I do traditional productions as well as productions where I go beyond the tradition, pushing the boundaries of the tradition while looking deeper into the tradition to reach new concepts. Like when we did the collaboration Soul to Sole with the Jazz Tap Ensemble. For me it's just a matter of how can you give it a little bit of a twist, a little bit of a different direction, and still maintain the purity of the form.
I'm very comfortable doing something very traditional but I'm equally comfortable doing something that is totally not traditional. I mean, maybe you don't want to quote this but I should tell you this. My next idea--you will laugh when I say this-- my next idea is to do the art of basketball in classic Kathak style.
NEA: Tell me more!
MS. AMBEGAOKAR: I've gotten got hooked on watching Lakers. I watch Kobe Bryant and I think, "What an artist!" Every move is an artistic move. You know, it's not just getting the ball and playing it. And I say to myself, "You know what? You can actually make a piece out of this."
I'd like to call it the "Art of Basketball." But I'm not going to do a basketball game. I'm not talking about the game part. I'm talking about the art of basketball and I want to do it in Kathak style. I'm very clear about what I want to do with this. I'm not working on it yet, but it's been going on in my head for the last six months. You know how it is with anything new -- it takes time to make it into a reality. Some of my students are on high school basketball teams, one is on a college basketball team, and I've asked them to help me understand how they play and how I could put it into a dance. The foot movements are so intricate and Kathak has some amazing foot movements that can relate to that.
NEA: What have been the challenges or difficulties or joys of sustaining a career in Kathak dance through the years?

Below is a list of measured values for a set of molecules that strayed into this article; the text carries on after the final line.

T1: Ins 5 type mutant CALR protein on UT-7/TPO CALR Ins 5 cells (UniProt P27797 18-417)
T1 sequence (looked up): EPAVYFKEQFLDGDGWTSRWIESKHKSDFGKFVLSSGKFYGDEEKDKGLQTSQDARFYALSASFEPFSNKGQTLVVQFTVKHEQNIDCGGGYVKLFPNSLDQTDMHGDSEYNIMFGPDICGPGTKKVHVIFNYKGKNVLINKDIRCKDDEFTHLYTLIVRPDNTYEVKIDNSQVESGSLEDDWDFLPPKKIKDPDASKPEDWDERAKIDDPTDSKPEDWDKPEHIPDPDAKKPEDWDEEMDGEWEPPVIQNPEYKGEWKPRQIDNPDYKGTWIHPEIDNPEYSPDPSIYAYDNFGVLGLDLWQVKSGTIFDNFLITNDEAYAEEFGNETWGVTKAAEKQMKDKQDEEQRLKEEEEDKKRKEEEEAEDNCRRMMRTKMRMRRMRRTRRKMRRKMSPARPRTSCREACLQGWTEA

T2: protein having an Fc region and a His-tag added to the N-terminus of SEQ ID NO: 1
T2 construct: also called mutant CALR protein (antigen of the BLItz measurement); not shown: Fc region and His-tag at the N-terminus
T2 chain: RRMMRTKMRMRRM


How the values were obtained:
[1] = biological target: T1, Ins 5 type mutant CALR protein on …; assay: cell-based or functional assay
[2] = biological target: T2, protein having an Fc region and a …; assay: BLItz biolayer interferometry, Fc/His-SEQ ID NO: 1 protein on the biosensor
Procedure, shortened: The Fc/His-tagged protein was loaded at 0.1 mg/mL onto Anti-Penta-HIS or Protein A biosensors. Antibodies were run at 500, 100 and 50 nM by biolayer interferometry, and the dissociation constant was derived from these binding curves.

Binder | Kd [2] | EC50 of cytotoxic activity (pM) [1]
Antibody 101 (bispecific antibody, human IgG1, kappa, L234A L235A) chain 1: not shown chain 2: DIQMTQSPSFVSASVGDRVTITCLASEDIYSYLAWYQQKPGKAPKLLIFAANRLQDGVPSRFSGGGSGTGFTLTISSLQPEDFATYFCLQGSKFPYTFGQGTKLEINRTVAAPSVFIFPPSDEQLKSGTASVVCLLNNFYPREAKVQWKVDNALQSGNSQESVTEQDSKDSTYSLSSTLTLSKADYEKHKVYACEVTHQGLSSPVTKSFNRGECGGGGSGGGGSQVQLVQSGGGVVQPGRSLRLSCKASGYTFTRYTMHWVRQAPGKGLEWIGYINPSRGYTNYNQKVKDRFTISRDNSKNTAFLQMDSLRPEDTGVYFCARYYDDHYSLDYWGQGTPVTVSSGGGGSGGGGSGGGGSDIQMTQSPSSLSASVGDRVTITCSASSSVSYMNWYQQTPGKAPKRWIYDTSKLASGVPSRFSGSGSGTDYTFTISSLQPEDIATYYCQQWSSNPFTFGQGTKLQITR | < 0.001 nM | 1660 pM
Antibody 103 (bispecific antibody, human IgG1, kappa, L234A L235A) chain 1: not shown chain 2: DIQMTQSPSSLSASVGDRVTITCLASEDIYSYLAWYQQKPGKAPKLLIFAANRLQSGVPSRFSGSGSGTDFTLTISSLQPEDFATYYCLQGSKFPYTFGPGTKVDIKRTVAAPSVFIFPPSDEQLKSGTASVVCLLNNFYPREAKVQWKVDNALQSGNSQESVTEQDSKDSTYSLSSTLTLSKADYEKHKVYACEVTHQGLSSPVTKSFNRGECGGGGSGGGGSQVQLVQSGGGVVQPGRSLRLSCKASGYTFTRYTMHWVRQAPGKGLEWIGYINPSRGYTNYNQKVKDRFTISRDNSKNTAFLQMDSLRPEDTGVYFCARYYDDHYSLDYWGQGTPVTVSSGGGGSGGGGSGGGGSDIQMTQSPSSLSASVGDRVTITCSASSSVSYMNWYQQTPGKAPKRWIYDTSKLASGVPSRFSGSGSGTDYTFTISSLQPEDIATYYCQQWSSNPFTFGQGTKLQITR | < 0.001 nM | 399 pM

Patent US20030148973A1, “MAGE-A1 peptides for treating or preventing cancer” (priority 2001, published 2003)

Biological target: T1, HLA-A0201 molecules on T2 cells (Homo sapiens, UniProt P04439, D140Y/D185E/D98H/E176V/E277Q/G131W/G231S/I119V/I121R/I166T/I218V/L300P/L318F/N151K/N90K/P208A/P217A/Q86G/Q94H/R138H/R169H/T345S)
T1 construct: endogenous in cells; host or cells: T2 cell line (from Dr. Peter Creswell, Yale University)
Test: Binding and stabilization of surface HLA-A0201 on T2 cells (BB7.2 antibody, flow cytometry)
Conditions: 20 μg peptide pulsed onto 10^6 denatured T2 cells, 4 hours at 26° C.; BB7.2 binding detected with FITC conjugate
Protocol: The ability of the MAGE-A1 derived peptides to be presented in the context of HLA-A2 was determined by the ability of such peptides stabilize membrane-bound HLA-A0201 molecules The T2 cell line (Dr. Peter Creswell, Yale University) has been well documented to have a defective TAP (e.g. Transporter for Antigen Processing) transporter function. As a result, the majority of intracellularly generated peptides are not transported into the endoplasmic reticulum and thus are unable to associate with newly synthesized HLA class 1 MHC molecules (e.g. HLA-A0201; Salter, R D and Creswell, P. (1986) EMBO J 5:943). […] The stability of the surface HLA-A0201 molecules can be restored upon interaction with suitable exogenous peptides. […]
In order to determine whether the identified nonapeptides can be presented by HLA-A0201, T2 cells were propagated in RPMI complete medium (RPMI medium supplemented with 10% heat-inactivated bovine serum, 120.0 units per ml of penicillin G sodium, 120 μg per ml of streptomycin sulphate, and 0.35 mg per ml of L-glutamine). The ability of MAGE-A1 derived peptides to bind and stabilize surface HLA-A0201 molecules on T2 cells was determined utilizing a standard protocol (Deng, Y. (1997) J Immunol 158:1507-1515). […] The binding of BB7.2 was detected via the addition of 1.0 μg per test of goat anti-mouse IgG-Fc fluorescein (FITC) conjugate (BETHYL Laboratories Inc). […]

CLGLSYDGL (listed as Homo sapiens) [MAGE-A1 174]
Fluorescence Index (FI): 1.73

MS. AMBEGAOKAR: I've worked with the idea that I will get ninety-five percent no and five percent yes about what I want to do. Once you accept that, I think you're okay. I also keep my mind away from the political aspects of what it is to be an artist. I firmly believe that if you are very true to your art it will be recognized. If not today or tomorrow, then the day after. It's not an easy career. A career in art is never easy. There are ups and downs. There are bad years when nothing much happens and good years when so much is happening that you ask yourself, "My god, how do I handle this?"
There's never enough money, especially if you stay with concert dancing and not do the mainstream. Money is very tight. It has always been, artists have always struggled. When I came to this country I had a degree in economics and I almost finished my MBA, and when I came to Chicago I did work in accounting and danced part-time. After awhile I realized that I was miserable. I said to my husband, "I'm miserable. Why am I doing office work?" Maybe I'm a late bloomer but it took me time to realize that all I wanted to do was Kathak. And that I do would whatever it took to do Kathak. I could teach, and so on. And I think once you come to terms with that then you accept the plusses and minuses of being an artist.